Tip 8: Protect the Exterior of Your Car

exteriorRegularly clean the exterior of your car and apply a good quality wax at least every six months. Ensure to wash the underside of your car to remove any sand from driving close to or on the beach.

We recommend: If possible wash your car weekly and apply a good quality wax every six months, once before summer and again before winter to help protect the paintwork.

We hope you’ve enjoyed reading our top tips, please feel free to call us for any further information, or register to attend one of our information events where we demonstrate these tips.

Happy and Safe Motoring from the team at SVS Autocare.

From the Bentley factory in the UK to SVS Autocare on the Sunshine Coast

IMG 3940
IMG 3940

Fortunately for SVS Autocare, we have one of the Bentley Factory Master Technicians in our midst. Nicholas Wilkinson joined SVS Autocare just over a year ago and has fast become a valued member of our ‘family’. Nicholas worked alongside his father and brother at the Bentley factory, Crewe, UK for many years before moving to the Sunshine Coast. He brings with him a great appreciation for the finer things in life, such as quality craftsmanship and expertise.

Bentley Motors was founded by W.O. Bentley. The first car to bear his name pulled out of New Street Mews, London in 1919. From modest beginnings, the company moved from strength to strength – in a relentless pursuit of both luxury and performance.

Were it not for the brand’s five victories at Le Mans in the 1920s, plus a sixth in 2003, this combination could be seen as a contradiction in terms. In which case, it could be said that Bentley continues to create the most acclaimed contradictions on the road today. Almost a century later, W.O.’s vision continues to guide Bentley’s beliefs, actions and ambitions. Located in Crewe, England and owned by Volkswagen AG since 1998, Bentley Motors remains the definitive British luxury car company, crafting the world’s most desirable high performance grand tourers.

Our growing customer base of Bentley owners love nothing more than dropping by for a chat with Nicholas who most recently worked on this car, not only while it was being built in the Crewe workshop in the UK but also for its regular servicing at SVS Autocare on the Sunshine Coast.

Nicholas offers a clear window into the world of the Bentley brand. Pop in for a chat to Nicholas.

IMG_3946.JPG IMG_3942.JPG IMG_3940.JPG

 

http://www.bentleymotors.com/en/world-of-bentley/our-story/history-and-heritage/w-o-bentley.html

What exactly do Power Steering Pumps do?

The Power steering system in your car (also known as power assisted steering (PAS) or steering assist system) helps you steer without a large amount of effort at the steering wheel. Hydraulic or electric actuators add controlled energy to the steering mechanism, so the driver needs to provide only modest effort regardless of conditions. Power steering helps considerably when a vehicle is stopped or moving slowly. Also, power steering provides some feedback of forces acting on the front wheels to give an ongoing sense of how the wheels are interacting with the road; this is typically called “r?ad feel”.

Representative power steering systems for cars augment steering effort via an actuator, a hydraulic cylinder, which is part of a servo system. These systems have a direct mechanical connection between the steering wheel and the linkage that steers the wheels. This means that power-steering system failure (to augment effort) still permits the vehicle to be steered using manual effort alone.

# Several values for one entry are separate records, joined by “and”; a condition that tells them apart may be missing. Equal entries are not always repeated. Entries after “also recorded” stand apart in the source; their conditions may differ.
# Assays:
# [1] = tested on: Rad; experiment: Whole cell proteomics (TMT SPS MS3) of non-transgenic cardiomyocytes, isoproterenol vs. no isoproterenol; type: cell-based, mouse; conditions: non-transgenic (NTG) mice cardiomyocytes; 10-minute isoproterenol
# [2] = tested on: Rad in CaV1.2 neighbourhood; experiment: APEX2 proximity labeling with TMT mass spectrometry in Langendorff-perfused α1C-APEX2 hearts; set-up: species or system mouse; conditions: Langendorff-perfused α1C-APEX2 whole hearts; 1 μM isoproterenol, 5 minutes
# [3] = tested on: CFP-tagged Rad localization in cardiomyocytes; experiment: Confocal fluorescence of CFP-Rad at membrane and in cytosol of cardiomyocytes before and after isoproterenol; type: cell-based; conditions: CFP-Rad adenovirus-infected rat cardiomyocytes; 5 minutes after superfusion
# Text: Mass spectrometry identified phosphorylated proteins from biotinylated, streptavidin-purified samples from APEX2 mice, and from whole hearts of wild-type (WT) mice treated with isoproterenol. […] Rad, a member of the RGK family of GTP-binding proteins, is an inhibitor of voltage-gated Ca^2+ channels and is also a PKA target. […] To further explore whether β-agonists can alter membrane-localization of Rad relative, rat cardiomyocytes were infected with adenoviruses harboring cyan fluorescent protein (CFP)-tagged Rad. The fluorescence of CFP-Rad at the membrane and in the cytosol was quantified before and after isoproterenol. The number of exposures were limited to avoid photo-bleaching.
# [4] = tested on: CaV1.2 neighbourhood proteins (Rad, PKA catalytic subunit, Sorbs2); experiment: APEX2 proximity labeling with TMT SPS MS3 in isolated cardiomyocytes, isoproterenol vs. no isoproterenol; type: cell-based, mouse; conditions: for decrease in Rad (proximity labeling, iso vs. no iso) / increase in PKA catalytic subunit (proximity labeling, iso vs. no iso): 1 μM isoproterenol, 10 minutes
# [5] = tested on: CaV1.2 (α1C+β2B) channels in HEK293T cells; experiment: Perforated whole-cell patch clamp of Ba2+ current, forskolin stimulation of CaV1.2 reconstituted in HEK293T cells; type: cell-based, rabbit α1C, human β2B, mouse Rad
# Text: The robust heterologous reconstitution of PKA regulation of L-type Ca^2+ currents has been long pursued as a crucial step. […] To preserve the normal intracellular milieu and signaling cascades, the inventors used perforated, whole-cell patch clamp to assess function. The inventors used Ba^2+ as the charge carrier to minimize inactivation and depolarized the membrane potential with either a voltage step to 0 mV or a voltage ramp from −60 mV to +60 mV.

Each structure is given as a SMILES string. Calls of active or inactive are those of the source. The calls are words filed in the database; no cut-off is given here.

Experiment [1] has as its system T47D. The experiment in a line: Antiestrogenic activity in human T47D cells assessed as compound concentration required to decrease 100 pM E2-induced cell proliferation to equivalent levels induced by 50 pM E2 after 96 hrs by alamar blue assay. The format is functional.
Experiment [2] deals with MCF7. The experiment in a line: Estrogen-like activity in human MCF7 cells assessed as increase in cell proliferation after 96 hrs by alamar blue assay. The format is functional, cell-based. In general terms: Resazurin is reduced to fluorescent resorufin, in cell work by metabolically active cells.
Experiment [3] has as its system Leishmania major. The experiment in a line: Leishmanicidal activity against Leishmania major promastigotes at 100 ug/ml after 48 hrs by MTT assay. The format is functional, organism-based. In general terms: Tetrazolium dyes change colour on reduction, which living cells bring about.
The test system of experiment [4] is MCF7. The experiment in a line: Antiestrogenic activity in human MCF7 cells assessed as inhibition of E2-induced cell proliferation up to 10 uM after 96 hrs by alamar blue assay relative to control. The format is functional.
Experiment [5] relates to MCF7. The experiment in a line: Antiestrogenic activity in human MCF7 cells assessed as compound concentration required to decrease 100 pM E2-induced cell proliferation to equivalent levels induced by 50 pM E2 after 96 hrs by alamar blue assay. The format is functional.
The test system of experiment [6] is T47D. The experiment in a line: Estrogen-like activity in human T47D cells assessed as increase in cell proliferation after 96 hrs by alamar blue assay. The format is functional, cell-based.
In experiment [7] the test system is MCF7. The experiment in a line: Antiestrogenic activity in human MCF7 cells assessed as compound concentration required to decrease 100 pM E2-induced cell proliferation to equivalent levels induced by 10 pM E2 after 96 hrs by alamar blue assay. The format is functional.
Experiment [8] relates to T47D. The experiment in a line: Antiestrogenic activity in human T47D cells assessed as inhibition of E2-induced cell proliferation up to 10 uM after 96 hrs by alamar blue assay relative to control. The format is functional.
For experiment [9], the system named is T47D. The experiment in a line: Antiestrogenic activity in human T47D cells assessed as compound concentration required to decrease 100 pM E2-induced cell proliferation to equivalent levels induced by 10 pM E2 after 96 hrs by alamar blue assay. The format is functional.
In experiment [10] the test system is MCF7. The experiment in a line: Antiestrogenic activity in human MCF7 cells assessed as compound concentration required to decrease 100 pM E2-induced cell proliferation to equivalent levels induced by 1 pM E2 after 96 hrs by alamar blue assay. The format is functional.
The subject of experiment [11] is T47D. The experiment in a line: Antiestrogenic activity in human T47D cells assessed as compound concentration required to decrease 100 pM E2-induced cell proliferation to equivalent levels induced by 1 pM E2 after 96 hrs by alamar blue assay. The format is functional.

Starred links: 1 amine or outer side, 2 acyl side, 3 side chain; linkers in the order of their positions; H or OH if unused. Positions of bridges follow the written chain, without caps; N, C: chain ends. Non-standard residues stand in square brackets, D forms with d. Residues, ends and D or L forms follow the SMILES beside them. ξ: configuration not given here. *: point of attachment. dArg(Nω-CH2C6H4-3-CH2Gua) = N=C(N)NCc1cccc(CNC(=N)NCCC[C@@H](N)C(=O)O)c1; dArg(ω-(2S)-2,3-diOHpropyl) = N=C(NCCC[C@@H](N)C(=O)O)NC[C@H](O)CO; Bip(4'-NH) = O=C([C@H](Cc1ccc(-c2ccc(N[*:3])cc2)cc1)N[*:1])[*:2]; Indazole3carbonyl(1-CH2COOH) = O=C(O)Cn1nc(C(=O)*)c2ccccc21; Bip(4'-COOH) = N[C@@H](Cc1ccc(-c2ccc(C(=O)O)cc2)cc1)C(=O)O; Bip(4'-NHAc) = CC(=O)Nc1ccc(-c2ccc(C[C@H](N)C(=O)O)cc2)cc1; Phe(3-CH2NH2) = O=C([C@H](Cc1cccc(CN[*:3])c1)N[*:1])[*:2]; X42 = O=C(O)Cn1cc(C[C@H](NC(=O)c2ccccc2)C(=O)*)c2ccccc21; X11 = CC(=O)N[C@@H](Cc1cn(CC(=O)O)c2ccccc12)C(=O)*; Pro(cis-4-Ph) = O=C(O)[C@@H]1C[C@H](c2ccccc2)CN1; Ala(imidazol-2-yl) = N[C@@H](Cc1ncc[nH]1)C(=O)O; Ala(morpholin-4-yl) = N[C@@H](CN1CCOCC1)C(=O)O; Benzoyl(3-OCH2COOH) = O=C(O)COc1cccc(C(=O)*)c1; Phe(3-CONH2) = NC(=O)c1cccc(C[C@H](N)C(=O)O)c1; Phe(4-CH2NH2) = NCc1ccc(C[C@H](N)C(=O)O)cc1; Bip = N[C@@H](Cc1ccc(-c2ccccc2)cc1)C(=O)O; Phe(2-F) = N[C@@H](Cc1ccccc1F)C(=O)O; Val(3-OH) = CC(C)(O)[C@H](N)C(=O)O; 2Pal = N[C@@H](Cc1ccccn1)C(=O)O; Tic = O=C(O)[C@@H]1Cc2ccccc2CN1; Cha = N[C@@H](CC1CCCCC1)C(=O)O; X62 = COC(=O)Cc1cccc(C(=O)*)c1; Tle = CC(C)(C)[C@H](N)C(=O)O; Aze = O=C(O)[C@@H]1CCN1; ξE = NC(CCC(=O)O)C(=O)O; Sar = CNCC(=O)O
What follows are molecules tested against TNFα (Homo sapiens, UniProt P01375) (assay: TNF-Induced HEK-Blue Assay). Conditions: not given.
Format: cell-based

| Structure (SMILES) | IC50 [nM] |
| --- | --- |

Other power steering systems (such as those in the largest off-road construction vehicles) have no direct mechanical connection to the steering linkage; they require electrical power. Systems of this kind, with no mechanical connection, are sometimes called “drive by wire” or “steer by wire”, by analogy with aviation’s “fly-by-wire”. In this context, “wire” refers to electrical cables that carry power and data, not thin-wire-rope mechanical control cables.

In other power steering systems, electric motors provide the assistance instead of hydraulic systems. As with hydraulic types, power to the actuator (motor, in this case) is controlled by the rest of the power-steering system.

Some construction vehicles have a two-part frame with a rugged hinge in the middle; this hinge allows the front and rear axles to become non-parallel to steer the vehicle. Opposing hydraulic cylinders move the halves of the frame relative to each other to steer.

Most power steering systems work by using a hydraulic system to multiply force applied to the steering wheel inputs to the vehicle’s steered (usually front) road wheels.[11] The hydraulic pressure typically comes from a gerotor or rotary vane pump driven by the vehicle’s engine. A double-acting hydraulic cylinder applies a force to the steering gear, which in turn steers the roadwheels. The steering wheel operates valves to control flow to the cylinder. The more torque the driver applies to the steering wheel and column, the more fluid the valves allow through to the cylinder, and so the more force is applied to steer the wheels.[12]

One design for measuring the torque applied to the steering wheel has a torque sensor – a torsion bar at the lower end of the steering column. As the steering wheel rotates, so does the steering column, as well as the upper end of the torsion bar. Since the torsion bar is relatively thin and flexible, and the bottom end usually resists being rotated, the bar will twist by an amount proportional to the applied torque. The difference in position between the opposite ends of the torsion bar controls a valve. The valve allows fluid to flow to the cylinder which provides steering assistance; the greater the “twist” of the torsion bar, the greater the force.